Oxfam study shows people prefer reading books to tablets

It’s no surprise to the manager of Oxfam’s store in Haverfordwest that people still opt for a paper or hardback book, although they can read stories on tablets, phones, Kindles or listen to books sound.

According to a survey of 2,000 adults across the UK, commissioned by Oxfam, two-thirds of people still enjoy reading something tangible in their hands.

Nearly half of respondents (46%) like being able to physically turn the pages while 42% prefer the feel of a book.

A quarter also admitted to liking the smell that comes with the books.

Derrick Noakes, Oxfam’s Haverfordwest store manager, said reading a book is not so much about dying – as is often reported – but about thriving.

“It’s no surprise to hear that the death of physical books has been greatly exaggerated. We have countless customers who love to come in and browse our shelves.

“There’s nothing like the comfort and escape of a good book.”

Among other survey results, 32% feel more immersed in the story of a physical book and 16% remember libraries.

Mr Noakes went on to explain the many benefits of reading a real book.

“Of course, buying second-hand books from Oxfam is not only the cheapest and most environmentally friendly choice, but it also helps us raise funds to provide communities around the world facing the threat of Covid, clean water and life saving soap.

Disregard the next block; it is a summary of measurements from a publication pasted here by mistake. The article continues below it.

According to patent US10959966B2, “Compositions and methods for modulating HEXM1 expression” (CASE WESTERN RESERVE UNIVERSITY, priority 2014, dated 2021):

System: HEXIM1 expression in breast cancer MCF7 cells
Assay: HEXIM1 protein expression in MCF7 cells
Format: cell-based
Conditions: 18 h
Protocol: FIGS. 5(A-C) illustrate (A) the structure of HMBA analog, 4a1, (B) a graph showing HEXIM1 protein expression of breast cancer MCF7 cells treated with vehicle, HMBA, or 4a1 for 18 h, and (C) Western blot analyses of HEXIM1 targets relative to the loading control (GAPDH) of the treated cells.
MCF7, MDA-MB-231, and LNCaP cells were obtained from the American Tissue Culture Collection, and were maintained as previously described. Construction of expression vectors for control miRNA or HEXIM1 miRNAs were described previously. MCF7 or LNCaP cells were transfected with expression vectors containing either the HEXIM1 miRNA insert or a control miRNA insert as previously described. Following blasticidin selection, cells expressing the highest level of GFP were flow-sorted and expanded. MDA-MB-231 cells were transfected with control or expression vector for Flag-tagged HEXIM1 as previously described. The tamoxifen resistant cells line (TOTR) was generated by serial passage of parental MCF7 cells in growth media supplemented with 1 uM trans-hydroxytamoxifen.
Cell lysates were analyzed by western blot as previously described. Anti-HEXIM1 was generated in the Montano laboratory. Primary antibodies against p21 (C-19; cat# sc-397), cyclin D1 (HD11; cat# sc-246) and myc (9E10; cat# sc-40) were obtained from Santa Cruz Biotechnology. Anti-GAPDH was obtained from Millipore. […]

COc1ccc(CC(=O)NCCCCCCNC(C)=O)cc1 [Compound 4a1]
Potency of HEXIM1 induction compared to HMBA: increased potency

“And the best part is, once you’ve read it, you can always return the book to us for someone else to enjoy!”

Shelves have become a phenomenon as a backdrop for video calls.

Almost half (45%) of respondents admitted to having read more books than usual since the lockdown began, while 15% of respondents read a book knowing you might find a letter or note inside.

The research, conducted by OnePoll, found that 49% of adults often buy second-hand items, with books, a car, clothes, CDs and DVDs topping the list.

Just over half of Britons agree that buying second-hand is just as good as buying new, with 59% saying it’s more appealing now than before.

About Marcia G. Hussain

Check Also

Indian parents would rather read books from their own childhood to children than choose new titles: survey

Nearly two-thirds of parents in India, just like their global counterparts, would rather read their …